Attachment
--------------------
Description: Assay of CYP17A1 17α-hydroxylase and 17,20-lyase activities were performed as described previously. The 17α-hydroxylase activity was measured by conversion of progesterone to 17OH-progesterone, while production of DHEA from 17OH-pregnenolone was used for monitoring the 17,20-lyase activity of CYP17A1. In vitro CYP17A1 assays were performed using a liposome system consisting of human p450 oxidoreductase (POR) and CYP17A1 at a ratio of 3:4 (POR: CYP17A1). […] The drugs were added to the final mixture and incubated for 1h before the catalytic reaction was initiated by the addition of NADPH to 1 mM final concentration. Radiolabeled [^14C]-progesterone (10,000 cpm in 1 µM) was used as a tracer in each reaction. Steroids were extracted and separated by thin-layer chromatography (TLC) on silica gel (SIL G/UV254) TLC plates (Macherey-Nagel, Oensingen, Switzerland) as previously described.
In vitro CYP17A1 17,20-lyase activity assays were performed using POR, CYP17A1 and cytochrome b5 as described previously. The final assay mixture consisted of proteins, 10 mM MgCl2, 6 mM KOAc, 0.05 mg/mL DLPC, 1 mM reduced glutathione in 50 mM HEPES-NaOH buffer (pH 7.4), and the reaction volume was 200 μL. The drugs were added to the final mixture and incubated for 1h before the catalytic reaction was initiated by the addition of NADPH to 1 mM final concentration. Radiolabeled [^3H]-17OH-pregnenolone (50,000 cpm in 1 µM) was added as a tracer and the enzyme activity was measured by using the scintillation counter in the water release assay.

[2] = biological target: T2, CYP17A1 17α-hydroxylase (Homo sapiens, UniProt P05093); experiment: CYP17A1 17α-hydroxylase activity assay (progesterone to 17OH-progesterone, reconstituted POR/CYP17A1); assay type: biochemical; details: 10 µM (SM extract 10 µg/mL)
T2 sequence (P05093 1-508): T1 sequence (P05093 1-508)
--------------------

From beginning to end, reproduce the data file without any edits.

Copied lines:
Description: Assay of CYP17A1 17α-hydroxylase and 17,20-lyase activities were performed as described previously. The 17α-hydroxylase activity was measured by conversion of progesterone to 17OH-progesterone, while production of DHEA from 17OH-pregnenolone was used for monitoring the 17,20-lyase activity of CYP17A1. In vitro CYP17A1 assays were performed using a liposome system consisting of human p450 oxidoreductase (POR) and CYP17A1 at a ratio of 3:4 (POR: CYP17A1). […] The drugs were added to the final mixture and incubated for 1h before the catalytic reaction was initiated by the addition of NADPH to 1 mM final concentration. Radiolabeled [^14C]-progesterone (10,000 cpm in 1 µM) was used as a tracer in each reaction. Steroids were extracted and separated by thin-layer chromatography (TLC) on silica gel (SIL G/UV254) TLC plates (Macherey-Nagel, Oensingen, Switzerland) as previously described.
In vitro CYP17A1 17,20-lyase activity assays were performed using POR, CYP17A1 and cytochrome b5 as described previously. The final assay mixture consisted of proteins, 10 mM MgCl2, 6 mM KOAc, 0.05 mg/mL DLPC, 1 mM reduced glutathione in 50 mM HEPES-NaOH buffer (pH 7.4), and the reaction volume was 200 μL. The drugs were added to the final mixture and incubated for 1h before the catalytic reaction was initiated by the addition of NADPH to 1 mM final concentration. Radiolabeled [^3H]-17OH-pregnenolone (50,000 cpm in 1 µM) was added as a tracer and the enzyme activity was measured by using the scintillation counter in the water release assay.

[2] = biological target: T2, CYP17A1 17α-hydroxylase (Homo sapiens, UniProt P05093); experiment: CYP17A1 17α-hydroxylase activity assay (progesterone to 17OH-progesterone, reconstituted POR/CYP17A1); assay type: biochemical; details: 10 µM (SM extract 10 µg/mL)
T2 sequence (P05093 1-508): T1 sequence (P05093 1-508)